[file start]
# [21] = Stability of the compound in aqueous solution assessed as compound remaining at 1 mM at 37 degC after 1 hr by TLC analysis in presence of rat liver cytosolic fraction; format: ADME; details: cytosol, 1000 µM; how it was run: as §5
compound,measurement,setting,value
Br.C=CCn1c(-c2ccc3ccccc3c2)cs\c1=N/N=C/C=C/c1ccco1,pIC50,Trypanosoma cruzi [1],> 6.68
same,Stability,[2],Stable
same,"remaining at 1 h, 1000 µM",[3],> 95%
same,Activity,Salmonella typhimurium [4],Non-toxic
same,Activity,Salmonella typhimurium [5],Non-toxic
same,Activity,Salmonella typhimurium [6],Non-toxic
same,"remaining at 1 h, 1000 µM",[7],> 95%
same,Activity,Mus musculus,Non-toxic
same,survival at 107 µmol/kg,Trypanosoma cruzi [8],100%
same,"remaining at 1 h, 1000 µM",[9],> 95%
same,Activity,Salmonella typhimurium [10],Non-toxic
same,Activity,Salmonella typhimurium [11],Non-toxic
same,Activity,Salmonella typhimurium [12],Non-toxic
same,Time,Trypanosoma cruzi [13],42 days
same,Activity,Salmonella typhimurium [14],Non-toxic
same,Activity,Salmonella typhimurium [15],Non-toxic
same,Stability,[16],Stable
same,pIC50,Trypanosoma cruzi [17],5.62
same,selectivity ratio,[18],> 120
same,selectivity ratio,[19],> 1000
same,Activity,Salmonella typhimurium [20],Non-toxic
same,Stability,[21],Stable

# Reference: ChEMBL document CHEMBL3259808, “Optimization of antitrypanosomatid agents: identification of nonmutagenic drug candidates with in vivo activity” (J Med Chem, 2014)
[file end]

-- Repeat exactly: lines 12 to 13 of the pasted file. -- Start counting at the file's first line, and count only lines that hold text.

same,"remaining at 1 h, 1000 µM",[9],> 95%
same,Activity,Salmonella typhimurium [10],Non-toxic